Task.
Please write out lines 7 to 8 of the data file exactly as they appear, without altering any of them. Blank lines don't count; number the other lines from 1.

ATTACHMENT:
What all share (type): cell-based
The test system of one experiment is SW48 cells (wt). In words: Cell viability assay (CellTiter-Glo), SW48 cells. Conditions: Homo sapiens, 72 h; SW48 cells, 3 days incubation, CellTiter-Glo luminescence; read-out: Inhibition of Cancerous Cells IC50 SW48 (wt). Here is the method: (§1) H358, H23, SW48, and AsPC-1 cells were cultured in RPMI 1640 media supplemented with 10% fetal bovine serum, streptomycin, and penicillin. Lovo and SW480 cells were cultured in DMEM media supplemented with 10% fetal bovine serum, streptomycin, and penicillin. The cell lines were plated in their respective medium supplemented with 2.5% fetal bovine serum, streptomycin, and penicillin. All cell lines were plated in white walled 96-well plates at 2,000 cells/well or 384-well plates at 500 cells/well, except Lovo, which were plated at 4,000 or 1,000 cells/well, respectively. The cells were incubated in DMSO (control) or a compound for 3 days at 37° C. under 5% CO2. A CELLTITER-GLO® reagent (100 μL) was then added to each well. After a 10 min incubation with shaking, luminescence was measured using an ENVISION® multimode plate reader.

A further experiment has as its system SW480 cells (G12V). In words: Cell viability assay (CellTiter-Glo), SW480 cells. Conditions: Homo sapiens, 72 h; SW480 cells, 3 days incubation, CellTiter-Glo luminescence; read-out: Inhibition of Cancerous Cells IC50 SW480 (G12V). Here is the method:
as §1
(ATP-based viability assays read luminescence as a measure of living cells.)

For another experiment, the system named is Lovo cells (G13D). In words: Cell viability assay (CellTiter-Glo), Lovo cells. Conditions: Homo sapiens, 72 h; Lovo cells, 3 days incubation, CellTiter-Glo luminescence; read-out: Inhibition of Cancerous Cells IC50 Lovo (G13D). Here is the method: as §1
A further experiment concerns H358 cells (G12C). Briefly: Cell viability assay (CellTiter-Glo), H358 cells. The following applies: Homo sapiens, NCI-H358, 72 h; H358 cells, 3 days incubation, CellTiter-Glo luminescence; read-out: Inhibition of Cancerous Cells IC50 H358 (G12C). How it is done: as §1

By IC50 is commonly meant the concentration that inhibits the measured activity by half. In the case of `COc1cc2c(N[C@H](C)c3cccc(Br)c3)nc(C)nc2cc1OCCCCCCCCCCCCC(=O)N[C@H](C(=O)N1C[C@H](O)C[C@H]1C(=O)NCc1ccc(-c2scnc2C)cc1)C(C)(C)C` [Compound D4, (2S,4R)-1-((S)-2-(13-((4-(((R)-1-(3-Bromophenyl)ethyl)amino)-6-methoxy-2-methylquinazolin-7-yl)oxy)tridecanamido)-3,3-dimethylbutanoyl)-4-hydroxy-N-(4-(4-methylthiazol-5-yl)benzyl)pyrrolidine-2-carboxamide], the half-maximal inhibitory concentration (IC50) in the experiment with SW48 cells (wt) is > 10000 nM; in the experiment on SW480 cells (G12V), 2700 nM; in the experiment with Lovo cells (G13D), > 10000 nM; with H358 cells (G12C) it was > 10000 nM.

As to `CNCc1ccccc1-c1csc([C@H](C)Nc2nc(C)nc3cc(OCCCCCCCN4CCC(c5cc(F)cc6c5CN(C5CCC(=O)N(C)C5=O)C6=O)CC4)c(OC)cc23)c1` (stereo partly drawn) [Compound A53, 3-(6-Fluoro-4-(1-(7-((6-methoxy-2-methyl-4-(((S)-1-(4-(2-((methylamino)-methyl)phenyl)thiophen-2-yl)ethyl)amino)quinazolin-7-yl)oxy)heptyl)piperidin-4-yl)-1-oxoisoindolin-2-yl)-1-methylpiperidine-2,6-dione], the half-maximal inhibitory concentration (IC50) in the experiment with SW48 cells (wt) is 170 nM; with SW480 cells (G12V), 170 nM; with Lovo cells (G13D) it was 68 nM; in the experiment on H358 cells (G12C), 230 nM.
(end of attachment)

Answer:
A further experiment concerns H358 cells (G12C). Briefly: Cell viability assay (CellTiter-Glo), H358 cells. The following applies: Homo sapiens, NCI-H358, 72 h; H358 cells, 3 days incubation, CellTiter-Glo luminescence; read-out: Inhibition of Cancerous Cells IC50 H358 (G12C). How it is done: as §1

By IC50 is commonly meant the concentration that inhibits the measured activity by half. In the case of `COc1cc2c(N[C@H](C)c3cccc(Br)c3)nc(C)nc2cc1OCCCCCCCCCCCCC(=O)N[C@H](C(=O)N1C[C@H](O)C[C@H]1C(=O)NCc1ccc(-c2scnc2C)cc1)C(C)(C)C` [Compound D4, (2S,4R)-1-((S)-2-(13-((4-(((R)-1-(3-Bromophenyl)ethyl)amino)-6-methoxy-2-methylquinazolin-7-yl)oxy)tridecanamido)-3,3-dimethylbutanoyl)-4-hydroxy-N-(4-(4-methylthiazol-5-yl)benzyl)pyrrolidine-2-carboxamide], the half-maximal inhibitory concentration (IC50) in the experiment with SW48 cells (wt) is > 10000 nM; in the experiment on SW480 cells (G12V), 2700 nM; in the experiment with Lovo cells (G13D), > 10000 nM; with H358 cells (G12C) it was > 10000 nM.